Customer Loyalty – Dead or Alive?

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The “customer experience” blogosphere has served as the forum for a raging debate about whether “customer loyalty” has died and should be long forgotten.

I have championed the side of the argument that posits “customer loyalty” is ONLY wounded and will recover. However, my belief in customer loyalty should be looked at through a suspect lens, since I tell my teenagers that children who don’t believe in Santa Claus, don’t receive presents.

As much as I would like to share information that only supports my view of the viability of “customer loyalty,” I have to hand over ammunition to the opposition. A recent survey conducted by comScore ARS, a specialist in consumer trending research for online activity, shows a significant decline over the past two years in consumer loyalty. According to Gian Fulgoni comScore’s chairman, “A decline in loyalty to consumer goods brands is typically one of the byproducts of a recession as consumers give greater consideration to price. Research we’ve conducted at comScore ARS has quantified the impact of the ‘trading down’ effect within a number of different product categories, highlighting consumers’ increasing willingness to switch brands in the face of pocketbook constraints.”

Some of the findings listed below, suggest that ‘trading down’ is spreading into categories (such as over the counter medication) typically resistant to the phenomena.



Consumer Sentiment on “Trading Down”
March 2010 vs. March 2008
Total U.S. Source: comScore, Inc.
Category Net Shift 2008 to 2010

Health & Beauty Aids
“I buy the brand I want most” -14%
“I sometimes buy a different brand if it is on sale” 7%
“I buy less expensive brands to save money” 7%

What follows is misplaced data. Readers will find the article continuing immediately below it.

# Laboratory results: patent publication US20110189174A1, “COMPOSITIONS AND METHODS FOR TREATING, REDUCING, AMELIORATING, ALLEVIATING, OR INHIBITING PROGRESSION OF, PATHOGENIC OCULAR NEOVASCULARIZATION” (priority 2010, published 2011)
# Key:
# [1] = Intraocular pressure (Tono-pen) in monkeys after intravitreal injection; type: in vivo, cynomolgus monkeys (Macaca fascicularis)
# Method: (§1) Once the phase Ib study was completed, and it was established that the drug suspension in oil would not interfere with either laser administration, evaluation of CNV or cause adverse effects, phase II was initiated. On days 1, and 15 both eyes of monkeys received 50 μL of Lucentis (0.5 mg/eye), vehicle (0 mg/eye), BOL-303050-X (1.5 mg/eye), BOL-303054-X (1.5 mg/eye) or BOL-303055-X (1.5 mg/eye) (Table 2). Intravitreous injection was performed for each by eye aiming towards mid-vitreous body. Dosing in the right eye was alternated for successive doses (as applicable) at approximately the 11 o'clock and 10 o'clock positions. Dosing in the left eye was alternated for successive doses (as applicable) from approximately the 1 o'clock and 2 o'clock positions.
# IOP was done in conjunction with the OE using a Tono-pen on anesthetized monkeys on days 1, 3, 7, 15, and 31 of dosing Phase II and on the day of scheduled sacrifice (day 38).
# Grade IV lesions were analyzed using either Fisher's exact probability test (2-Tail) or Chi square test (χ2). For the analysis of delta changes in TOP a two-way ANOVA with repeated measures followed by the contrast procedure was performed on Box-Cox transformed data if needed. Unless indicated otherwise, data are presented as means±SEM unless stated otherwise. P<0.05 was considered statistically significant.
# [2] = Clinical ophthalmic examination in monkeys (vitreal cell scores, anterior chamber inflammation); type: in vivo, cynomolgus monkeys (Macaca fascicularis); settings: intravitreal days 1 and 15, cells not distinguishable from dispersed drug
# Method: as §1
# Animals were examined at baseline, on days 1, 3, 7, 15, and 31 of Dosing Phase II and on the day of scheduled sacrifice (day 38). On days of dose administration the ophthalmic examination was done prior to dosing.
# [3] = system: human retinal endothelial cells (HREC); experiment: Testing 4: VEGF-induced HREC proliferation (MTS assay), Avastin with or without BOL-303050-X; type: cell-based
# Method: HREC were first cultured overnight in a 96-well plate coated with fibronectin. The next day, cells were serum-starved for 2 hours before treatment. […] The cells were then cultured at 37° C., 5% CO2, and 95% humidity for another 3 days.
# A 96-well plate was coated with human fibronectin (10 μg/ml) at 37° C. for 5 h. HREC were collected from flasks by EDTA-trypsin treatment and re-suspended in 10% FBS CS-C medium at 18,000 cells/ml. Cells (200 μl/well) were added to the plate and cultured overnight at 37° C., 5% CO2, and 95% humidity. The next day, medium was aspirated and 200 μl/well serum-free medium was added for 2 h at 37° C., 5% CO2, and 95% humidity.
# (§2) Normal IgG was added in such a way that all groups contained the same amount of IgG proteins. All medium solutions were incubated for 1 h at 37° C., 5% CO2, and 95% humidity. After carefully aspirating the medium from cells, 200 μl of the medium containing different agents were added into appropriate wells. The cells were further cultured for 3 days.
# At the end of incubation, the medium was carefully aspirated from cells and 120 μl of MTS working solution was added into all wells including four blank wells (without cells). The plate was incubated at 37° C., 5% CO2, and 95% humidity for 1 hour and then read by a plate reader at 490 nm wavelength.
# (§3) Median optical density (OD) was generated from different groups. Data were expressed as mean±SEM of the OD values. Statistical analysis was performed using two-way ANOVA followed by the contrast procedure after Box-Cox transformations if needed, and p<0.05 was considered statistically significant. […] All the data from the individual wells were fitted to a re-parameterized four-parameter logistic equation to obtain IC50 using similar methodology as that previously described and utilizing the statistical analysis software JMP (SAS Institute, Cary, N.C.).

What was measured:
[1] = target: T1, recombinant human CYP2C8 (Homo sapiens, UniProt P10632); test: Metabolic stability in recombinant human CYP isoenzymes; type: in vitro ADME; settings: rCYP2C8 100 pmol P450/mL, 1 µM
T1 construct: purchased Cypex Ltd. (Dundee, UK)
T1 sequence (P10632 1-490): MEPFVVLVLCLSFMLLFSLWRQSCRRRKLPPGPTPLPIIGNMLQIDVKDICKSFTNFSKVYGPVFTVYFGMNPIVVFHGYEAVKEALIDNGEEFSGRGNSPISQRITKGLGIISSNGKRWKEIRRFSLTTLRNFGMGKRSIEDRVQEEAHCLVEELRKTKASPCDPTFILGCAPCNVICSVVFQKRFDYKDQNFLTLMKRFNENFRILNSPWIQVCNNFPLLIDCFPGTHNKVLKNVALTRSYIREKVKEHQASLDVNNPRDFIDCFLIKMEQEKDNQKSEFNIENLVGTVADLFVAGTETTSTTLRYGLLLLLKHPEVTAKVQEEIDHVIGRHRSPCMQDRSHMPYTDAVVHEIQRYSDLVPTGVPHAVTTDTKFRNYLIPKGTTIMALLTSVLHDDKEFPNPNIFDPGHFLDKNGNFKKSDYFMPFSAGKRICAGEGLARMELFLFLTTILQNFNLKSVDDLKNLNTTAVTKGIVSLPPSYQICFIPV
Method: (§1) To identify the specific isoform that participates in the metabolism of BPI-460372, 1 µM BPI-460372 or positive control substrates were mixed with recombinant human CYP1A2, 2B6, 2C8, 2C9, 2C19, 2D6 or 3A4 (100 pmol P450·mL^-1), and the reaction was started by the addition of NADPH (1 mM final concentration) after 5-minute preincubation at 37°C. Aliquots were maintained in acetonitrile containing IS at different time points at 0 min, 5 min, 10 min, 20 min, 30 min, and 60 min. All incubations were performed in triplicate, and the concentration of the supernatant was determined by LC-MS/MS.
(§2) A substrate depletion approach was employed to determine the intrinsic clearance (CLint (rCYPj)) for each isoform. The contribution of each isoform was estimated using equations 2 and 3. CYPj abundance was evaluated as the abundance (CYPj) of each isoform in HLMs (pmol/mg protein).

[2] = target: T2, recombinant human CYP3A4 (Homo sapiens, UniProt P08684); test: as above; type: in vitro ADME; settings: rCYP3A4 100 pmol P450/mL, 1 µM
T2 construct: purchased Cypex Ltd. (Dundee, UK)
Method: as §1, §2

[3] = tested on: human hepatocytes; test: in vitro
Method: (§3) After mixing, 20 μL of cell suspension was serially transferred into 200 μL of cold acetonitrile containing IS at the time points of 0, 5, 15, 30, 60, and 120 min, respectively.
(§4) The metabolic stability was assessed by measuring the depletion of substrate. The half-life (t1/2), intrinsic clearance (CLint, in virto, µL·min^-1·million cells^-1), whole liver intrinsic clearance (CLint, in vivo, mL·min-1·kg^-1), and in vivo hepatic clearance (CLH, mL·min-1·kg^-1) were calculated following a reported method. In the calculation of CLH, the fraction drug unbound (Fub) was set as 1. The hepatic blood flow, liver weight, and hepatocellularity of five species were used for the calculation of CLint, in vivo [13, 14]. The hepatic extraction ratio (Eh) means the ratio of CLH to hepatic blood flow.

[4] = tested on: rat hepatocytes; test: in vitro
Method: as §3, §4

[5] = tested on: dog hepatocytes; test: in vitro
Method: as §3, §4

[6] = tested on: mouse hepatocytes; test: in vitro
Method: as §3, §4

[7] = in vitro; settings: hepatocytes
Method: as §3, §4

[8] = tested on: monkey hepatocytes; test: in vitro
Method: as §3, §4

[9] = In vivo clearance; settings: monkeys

OTC Medications
“I buy the brand I want most” -15%
“I sometimes buy a different brand if it is on sale” 10%
“I buy less expensive brands to save money” 5%

Apparel
“I buy the brand I want most” -15%
“I sometimes buy a different brand if it is on sale” 3%
“I buy less expensive brands to save money” 12%

Food
“I buy the brand I want most” -7%
“I sometimes buy a different brand if it is on sale” 4%
“I buy less expensive brands to save money” 3%

Consumables
“I buy the brand I want most” -5%
“I sometimes buy a different brand if it is on sale” 4%
“I buy less expensive brands to save money” 1%

Housewares
“I buy the brand I want most” -11%
“I sometimes buy a different brand if it is on sale” 7%
“I buy less expensive brands to save money” 4%

The comscore ARC group further reinforces the notion that this ‘trading down’ trend is worthy of our attention by demonstrating that brand shifting could not be explained simply by people buying off-brands because they were ‘on sale.’ Instead the results suggest that people are truly repositioning themselves to buy lower cost brands.



So I guess we should all just abandon the “customer experience” ship and put on our “cheap as possible” life preserver. But wait, analyzing the data more closely Mr. Fulgoni added: “Despite these shifting consumer dynamics, research has repeatedly shown that premium brands which invest in marketing and promotion activities aimed at maintaining buying at ‘preferred’ levels are able to minimize short-term erosion of share to less expensive brands and position themselves for a bounce-back when the economy improves.”

So it is not about abandonment at all….. it is about targeting the experience of high value customers and relying on relevant experiences for those loyal customer to keep you afloat as the economic pendulum arcs back. So what are you doing to “market and promote activities aimed at maintaining buying at ‘preferred’ levels to minimize short-term erosion to less expensive brands and position your company for a bounce-back when the economy improves?”

Yes Virginia, there is customer loyalty it is just playing “hide and seek.”

2 COMMENTS

  1. Perhaps another factor here is that some of the expensive brands really don’t have confidence in their value and this leads them to discount (in anticipation or acceptance of the theory that “A decline in loyalty to consumer goods brands is typically one of the byproducts of a recession as consumers give greater consideration to price.”). I would suggest that many of the so-called ‘expensive brands’ are too quick to discount because they under-estimate the value of their brand – they’re discounting in anticipation of changing consumer behavior, not because of it.

    Just my two cents worth…

    Patrick Lefler
    The Spruance Group
    Site: http://www.spruancegroup.com
    Blog: http://www.spruancegroup.com/blog
    Newsletter: http://www.spruancequarterly.com

  2. You hit the home run with that comment! Deny your value to the customer and they deny your loyalty. Thanks for that keen insight. Yeah!

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